• All trips that are paid for by brands don’t count
  • All products received by a blogger have to be claimed as income
  • All products received by a blogger have to be treated like a prize
  • Products received by a blogger only count as income if the blogger asked for them
  • Products received by a blogger count as income unless they are given away again in a giveaway, in which case they don’t count as anything and the shipping can be claimed as an expense
  • Products received by a blogger only count as income if they are written or tweeted about
  • Products received by a blogger count as prizes unless they are written about
  • Products received by a blogger and given away to charity don’t count as income, unless the blogger takes a deduction for the donation
  • Products received by a blogger don’t count as anything

Basically, if you ask three people, you’re likely to get three different responses.  So what’s a girl to do?

Find a good accountant, that’s what.  I found one who in fifteen years has only had six of the returns she’s prepared get audited.  I like those odds.  The reason is that she’s cautious.  She’s not going to let me claim my home computer and internet as an expense, because if I weren’t blogging they’d still be sitting here, getting used by the whole family.  She isn’t going to let me claim the food the kids ate at the Type A Mom conference as an expense,  because they aren’t on my payroll and didn’t go to North Carolina to work.  That’s all fine, because if she’s that cautious with those types of things, I’m more likely to trust her answers when it comes to trips and products.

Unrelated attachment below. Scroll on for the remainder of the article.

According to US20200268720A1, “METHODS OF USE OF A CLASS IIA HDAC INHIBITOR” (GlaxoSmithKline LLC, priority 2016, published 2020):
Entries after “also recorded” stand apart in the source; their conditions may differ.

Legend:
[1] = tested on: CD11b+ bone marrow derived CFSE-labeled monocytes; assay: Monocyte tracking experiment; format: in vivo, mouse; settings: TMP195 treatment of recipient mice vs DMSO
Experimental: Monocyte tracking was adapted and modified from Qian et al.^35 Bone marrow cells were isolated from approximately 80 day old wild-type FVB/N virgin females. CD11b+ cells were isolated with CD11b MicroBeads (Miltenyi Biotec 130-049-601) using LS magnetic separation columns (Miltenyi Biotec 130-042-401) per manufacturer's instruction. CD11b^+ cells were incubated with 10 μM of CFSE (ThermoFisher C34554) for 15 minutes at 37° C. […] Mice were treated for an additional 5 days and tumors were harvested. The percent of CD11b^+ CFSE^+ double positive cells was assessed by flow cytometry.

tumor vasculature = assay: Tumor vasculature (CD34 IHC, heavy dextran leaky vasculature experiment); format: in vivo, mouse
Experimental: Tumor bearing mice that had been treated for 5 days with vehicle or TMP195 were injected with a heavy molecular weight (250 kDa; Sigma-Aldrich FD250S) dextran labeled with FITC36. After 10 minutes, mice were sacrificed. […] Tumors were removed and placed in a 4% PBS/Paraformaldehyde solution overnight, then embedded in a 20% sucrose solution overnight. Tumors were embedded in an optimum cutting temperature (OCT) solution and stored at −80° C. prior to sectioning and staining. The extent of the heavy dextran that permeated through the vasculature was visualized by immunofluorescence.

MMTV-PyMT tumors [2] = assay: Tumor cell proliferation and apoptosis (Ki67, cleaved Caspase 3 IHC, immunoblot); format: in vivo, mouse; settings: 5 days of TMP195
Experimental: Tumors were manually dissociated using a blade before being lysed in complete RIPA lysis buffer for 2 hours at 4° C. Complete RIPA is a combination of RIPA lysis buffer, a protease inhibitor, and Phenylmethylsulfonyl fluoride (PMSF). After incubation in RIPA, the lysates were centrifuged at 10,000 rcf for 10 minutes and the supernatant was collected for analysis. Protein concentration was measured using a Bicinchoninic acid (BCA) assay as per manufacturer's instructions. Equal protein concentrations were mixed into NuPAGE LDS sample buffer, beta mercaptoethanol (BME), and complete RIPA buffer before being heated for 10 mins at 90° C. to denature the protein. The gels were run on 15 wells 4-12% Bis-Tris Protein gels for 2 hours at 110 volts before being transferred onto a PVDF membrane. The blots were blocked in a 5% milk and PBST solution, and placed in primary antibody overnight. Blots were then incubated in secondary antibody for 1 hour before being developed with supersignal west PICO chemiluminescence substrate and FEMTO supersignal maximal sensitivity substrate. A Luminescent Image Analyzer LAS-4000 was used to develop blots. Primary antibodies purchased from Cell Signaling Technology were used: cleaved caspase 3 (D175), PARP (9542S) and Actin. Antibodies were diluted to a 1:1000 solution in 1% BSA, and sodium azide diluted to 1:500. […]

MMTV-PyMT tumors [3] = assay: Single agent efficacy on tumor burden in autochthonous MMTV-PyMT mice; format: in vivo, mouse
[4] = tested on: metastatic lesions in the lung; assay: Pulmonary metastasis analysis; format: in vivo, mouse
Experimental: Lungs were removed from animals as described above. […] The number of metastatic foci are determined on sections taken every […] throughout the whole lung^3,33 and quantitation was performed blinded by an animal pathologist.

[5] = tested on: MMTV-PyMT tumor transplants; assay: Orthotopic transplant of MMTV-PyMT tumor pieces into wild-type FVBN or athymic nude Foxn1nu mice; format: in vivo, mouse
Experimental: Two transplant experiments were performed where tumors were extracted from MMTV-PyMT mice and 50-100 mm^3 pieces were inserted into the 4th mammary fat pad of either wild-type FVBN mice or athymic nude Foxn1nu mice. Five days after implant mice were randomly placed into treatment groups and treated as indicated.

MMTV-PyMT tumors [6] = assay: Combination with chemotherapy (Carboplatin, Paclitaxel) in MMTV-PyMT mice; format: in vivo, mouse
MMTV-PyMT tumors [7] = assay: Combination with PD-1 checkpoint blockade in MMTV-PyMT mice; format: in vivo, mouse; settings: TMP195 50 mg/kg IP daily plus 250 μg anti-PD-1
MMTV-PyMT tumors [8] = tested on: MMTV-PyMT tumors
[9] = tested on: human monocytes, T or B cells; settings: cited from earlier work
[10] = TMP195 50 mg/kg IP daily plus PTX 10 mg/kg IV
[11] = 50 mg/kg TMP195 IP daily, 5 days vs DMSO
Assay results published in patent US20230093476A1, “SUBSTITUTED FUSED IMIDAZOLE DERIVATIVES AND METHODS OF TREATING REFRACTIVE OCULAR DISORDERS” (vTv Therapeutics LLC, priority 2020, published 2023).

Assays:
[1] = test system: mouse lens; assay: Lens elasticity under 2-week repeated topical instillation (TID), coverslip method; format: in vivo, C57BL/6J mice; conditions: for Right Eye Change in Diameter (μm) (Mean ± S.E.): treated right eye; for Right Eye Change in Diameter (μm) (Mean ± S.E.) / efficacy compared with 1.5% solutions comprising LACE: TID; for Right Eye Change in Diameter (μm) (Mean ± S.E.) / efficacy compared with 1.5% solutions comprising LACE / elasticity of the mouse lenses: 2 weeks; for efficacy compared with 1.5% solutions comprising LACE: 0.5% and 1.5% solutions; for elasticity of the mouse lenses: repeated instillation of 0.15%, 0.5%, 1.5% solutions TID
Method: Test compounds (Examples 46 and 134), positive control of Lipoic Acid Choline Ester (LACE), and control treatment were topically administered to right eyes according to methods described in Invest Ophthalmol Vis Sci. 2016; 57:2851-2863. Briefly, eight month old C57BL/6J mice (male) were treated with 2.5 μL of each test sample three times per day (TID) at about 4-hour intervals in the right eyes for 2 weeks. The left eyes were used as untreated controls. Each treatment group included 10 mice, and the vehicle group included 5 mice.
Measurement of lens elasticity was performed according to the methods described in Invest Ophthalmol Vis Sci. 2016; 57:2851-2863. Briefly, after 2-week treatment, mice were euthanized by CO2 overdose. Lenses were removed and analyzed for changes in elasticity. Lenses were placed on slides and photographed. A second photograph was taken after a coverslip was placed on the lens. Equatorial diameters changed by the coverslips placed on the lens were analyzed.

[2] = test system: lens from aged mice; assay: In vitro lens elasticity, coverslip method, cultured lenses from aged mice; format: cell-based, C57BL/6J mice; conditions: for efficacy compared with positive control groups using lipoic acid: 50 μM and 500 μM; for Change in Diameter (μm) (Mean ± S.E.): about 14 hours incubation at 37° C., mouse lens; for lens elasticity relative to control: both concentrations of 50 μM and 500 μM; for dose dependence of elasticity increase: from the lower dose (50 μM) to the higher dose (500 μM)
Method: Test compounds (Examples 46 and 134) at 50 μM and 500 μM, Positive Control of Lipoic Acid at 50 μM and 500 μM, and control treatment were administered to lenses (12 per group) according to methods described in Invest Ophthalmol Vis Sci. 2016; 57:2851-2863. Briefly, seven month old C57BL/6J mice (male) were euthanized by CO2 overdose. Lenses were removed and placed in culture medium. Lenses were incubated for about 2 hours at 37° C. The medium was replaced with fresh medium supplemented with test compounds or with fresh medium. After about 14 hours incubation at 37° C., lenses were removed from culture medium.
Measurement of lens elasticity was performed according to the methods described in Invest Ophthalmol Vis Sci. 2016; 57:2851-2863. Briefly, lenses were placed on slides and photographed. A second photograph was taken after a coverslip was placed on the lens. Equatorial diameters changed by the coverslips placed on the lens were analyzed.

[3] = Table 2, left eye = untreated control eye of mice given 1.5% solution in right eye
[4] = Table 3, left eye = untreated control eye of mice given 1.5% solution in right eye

So what were her answers?  I’m not going to tell you, for several reasons.  Number one, I’d be giving away her advice for free, and that’s not right.  Number two, what’s right for my situation may not be right for yours.  And last, because if it turns out she’s wrong, I don’t want to be on the hook for giving bad advice.

So instead, I’ll tell you what you should be doing all year to prepare for your taxes as a blogger.  Do these things now, in March, even if you still look on blogging as a hobby.  By October it could be a career, and you’ll be scrambling like I was, looking for receipts for all sorts of things that you were prepared to just forget about before.

  • Don’t just save receipts, track them.  I thought I was off to a good start by bringing in receipts for everything from my laptop to room service to software and web hosting fees, but they need to be on a spreadsheet, not in envelopes.  I mean, you want them in envelopes as proof, but your accountant wants them organized in some kind of money program, or even just an excel spreadsheet showing what came in and what went out.
  • If you go on a trip (no matter who pays for it), keep track of what you’re doing in order to prove that it was a business trip.  If there’s a printed conference schedule, tuck that away with your tax papers.  Keep a log of meetings you went to.  Hell, I asked her jokingly if I should print out my twitter stream from trips, and she said sure, that that would be a great way to show that I was actually working.  If you review a product connected with a trip, or the trip itself, print that out to put with your tax papers.  You need to be able to prove that the trip wasn’t a vacation.
  • Don’t mistakenly believe that you don’t need to worry about income that falls below $600.  That may be the magic number for you to receive a 1099 form about that income, but you have to track and count your income no matter how small.  Again, do it now in case big things happen to you later in the year.
  • If you buy something specifically for blogging – a laptop, say, or some kind of software – document how you’ll use it and why it’s a work expense.